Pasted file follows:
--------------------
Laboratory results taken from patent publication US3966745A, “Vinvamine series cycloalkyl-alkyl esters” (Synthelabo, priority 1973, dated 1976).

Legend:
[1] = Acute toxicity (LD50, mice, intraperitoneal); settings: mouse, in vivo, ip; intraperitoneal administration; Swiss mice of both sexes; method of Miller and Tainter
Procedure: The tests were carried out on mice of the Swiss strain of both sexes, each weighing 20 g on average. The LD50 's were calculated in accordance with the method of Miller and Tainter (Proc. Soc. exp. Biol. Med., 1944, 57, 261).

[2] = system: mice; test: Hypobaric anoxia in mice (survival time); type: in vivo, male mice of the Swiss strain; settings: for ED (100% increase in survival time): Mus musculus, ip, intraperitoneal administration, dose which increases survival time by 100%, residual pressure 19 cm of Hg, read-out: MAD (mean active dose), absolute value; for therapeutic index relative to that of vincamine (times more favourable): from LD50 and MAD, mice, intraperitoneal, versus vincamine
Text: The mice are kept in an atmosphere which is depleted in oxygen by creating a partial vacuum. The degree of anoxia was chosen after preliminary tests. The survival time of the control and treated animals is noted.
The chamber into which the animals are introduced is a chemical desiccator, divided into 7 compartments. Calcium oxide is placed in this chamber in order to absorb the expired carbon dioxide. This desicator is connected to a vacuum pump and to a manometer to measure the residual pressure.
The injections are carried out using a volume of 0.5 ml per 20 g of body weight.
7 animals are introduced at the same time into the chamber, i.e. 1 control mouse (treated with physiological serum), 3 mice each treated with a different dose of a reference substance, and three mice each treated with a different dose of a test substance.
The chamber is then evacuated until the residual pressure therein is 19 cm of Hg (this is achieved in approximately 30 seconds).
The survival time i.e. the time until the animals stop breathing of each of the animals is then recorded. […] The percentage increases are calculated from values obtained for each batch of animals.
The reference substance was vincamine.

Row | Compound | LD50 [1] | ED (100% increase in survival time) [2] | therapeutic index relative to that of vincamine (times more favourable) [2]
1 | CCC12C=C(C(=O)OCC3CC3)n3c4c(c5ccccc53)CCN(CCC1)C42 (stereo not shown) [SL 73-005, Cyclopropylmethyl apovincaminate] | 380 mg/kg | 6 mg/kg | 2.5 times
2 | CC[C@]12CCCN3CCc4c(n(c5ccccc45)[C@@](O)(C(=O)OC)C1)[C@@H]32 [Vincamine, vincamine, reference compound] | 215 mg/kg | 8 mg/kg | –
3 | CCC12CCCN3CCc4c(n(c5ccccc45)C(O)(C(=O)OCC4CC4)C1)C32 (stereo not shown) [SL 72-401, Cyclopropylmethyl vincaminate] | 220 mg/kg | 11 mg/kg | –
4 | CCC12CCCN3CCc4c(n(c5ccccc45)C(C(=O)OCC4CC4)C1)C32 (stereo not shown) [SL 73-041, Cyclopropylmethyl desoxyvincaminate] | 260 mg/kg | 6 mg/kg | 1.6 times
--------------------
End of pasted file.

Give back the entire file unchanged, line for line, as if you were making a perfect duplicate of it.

Laboratory results taken from patent publication US3966745A, “Vinvamine series cycloalkyl-alkyl esters” (Synthelabo, priority 1973, dated 1976).

Legend:
[1] = Acute toxicity (LD50, mice, intraperitoneal); settings: mouse, in vivo, ip; intraperitoneal administration; Swiss mice of both sexes; method of Miller and Tainter
Procedure: The tests were carried out on mice of the Swiss strain of both sexes, each weighing 20 g on average. The LD50 's were calculated in accordance with the method of Miller and Tainter (Proc. Soc. exp. Biol. Med., 1944, 57, 261).

[2] = system: mice; test: Hypobaric anoxia in mice (survival time); type: in vivo, male mice of the Swiss strain; settings: for ED (100% increase in survival time): Mus musculus, ip, intraperitoneal administration, dose which increases survival time by 100%, residual pressure 19 cm of Hg, read-out: MAD (mean active dose), absolute value; for therapeutic index relative to that of vincamine (times more favourable): from LD50 and MAD, mice, intraperitoneal, versus vincamine
Text: The mice are kept in an atmosphere which is depleted in oxygen by creating a partial vacuum. The degree of anoxia was chosen after preliminary tests. The survival time of the control and treated animals is noted.
The chamber into which the animals are introduced is a chemical desiccator, divided into 7 compartments. Calcium oxide is placed in this chamber in order to absorb the expired carbon dioxide. This desicator is connected to a vacuum pump and to a manometer to measure the residual pressure.
The injections are carried out using a volume of 0.5 ml per 20 g of body weight.
7 animals are introduced at the same time into the chamber, i.e. 1 control mouse (treated with physiological serum), 3 mice each treated with a different dose of a reference substance, and three mice each treated with a different dose of a test substance.
The chamber is then evacuated until the residual pressure therein is 19 cm of Hg (this is achieved in approximately 30 seconds).
The survival time i.e. the time until the animals stop breathing of each of the animals is then recorded. […] The percentage increases are calculated from values obtained for each batch of animals.
The reference substance was vincamine.

Row | Compound | LD50 [1] | ED (100% increase in survival time) [2] | therapeutic index relative to that of vincamine (times more favourable) [2]
1 | CCC12C=C(C(=O)OCC3CC3)n3c4c(c5ccccc53)CCN(CCC1)C42 (stereo not shown) [SL 73-005, Cyclopropylmethyl apovincaminate] | 380 mg/kg | 6 mg/kg | 2.5 times
2 | CC[C@]12CCCN3CCc4c(n(c5ccccc45)[C@@](O)(C(=O)OC)C1)[C@@H]32 [Vincamine, vincamine, reference compound] | 215 mg/kg | 8 mg/kg | –
3 | CCC12CCCN3CCc4c(n(c5ccccc45)C(O)(C(=O)OCC4CC4)C1)C32 (stereo not shown) [SL 72-401, Cyclopropylmethyl vincaminate] | 220 mg/kg | 11 mg/kg | –
4 | CCC12CCCN3CCc4c(n(c5ccccc45)C(C(=O)OCC4CC4)C1)C32 (stereo not shown) [SL 73-041, Cyclopropylmethyl desoxyvincaminate] | 260 mg/kg | 6 mg/kg | 1.6 times